My family and I have been attending a Brethren Assembly for just around a year now. We have found it a wonderful church; the people are friendly, and the teaching is bible-based and solid.
One thing that bothered me from the beginning, is the fact that we use leavened bread during our communion services. The Churches I grew up in always used unleavened bread, and because it is easy to prove that Jesus ate, and served, unleavened bread at the last supper, I thought there would be no debate over what to use for our Communion services.
When one of our speakers talked about the institutions of the Christian Church, he said that it really didn’t matter what Churches use; it could be either unleavened or leavened bread. He said that the bible doesn’t really say much about it, and the Greek word used is the word for regular leavened bread.
Well, that was too much for me, so I wrote him a letter challenging his position.
He responded by saying that he and a couple of the elders wanted to meet with me some night that week. Well, I lost some sleep over that, thinking that I was about to be kicked out of another church!
I needn’t have worried.
They came one evening and we had a good discussion.
Among the arguments they used is that the word in the Greek is the general word for bread, not the specific word used for unleavened bread. “Azumos” is unleavened bread, while “artos” is just bread. They also said that insisting on leavened bread could lead to legalism.
It is fairly easy to prove that the Last Supper was a Passover Seder. Basically just read Mark’s account;
12 And the first day of unleavened bread, when they killed the passover, his disciples said unto him, Where wilt thou that we go and prepare that thou mayest eat the passover?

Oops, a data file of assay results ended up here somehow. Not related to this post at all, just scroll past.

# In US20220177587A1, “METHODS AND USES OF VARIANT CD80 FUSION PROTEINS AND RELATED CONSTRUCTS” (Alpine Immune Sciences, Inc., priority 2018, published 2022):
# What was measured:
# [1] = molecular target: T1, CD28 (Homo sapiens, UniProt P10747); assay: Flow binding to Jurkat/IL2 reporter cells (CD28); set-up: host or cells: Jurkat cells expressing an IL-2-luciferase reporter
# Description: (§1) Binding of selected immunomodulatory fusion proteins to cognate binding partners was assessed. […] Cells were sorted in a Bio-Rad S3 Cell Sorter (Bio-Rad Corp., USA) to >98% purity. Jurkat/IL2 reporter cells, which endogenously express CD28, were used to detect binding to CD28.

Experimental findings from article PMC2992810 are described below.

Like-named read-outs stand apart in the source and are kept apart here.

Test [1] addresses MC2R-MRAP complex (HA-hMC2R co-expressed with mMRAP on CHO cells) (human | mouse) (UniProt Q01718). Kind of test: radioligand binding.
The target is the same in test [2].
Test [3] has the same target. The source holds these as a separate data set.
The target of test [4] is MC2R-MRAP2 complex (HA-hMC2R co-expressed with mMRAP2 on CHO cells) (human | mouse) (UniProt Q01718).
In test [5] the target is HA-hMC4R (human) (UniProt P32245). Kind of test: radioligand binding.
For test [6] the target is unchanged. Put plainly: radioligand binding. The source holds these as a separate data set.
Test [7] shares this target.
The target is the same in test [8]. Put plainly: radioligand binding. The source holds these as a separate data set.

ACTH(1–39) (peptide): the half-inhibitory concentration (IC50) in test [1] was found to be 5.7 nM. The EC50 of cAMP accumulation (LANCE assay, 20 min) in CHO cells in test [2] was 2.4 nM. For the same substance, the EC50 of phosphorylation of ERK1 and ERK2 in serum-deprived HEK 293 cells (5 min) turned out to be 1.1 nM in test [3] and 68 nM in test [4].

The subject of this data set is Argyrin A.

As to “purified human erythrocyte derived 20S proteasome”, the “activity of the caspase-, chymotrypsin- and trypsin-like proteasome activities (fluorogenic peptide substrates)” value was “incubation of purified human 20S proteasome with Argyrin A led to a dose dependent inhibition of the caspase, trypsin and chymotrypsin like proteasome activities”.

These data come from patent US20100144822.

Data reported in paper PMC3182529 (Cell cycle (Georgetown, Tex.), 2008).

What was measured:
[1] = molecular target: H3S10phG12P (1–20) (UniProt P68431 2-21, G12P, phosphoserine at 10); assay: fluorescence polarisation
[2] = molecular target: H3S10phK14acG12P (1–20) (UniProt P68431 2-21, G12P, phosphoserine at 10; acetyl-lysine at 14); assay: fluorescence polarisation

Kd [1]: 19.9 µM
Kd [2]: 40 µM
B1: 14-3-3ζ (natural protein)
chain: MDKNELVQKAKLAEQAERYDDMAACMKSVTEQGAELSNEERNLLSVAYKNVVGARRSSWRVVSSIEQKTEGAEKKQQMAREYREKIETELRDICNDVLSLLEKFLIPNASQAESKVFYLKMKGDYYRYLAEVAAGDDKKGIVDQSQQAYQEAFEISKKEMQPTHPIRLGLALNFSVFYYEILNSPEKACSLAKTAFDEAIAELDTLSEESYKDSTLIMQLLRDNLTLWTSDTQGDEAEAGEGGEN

13 And he sendeth forth two of his disciples, and saith unto them, Go ye into the city, and there shall meet you a man bearing a pitcher of water: follow him.
14 And wheresoever he shall go in, say ye to the goodman of the house, The Master saith, Where is the guestchamber, where I shall eat the passover with my disciples?
15 And he will shew you a large upper room furnished and prepared: there make ready for us. Mark 14:12-15
So, “the Last Supper” was on the first day of unleavened bread. Under the law of Moses, it was a sin to eat leavened bread during the Passover and the seven days of unleavened bread following it. Jesus stated that he was eating the Passover with his disciples, so there was no way that He would have eaten leavened bread at that time.
Not only was Jesus a law-keeper, but He is actually the Law Giver! Jesus is Yehovah (יהוה) of the Old Testament, so the law is an expression of His character, and not merely a code of behaviour. So no, Jesus would not play fast-and-loose with the law.
Here is what Moses said about the Passover;
Seven days shall ye eat unleavened bread; even the first day ye shall put away leaven out of your houses: for whosoever eateth leavened bread from the first day until the seventh day, that soul shall be cut off from Israel. Exodus 12:15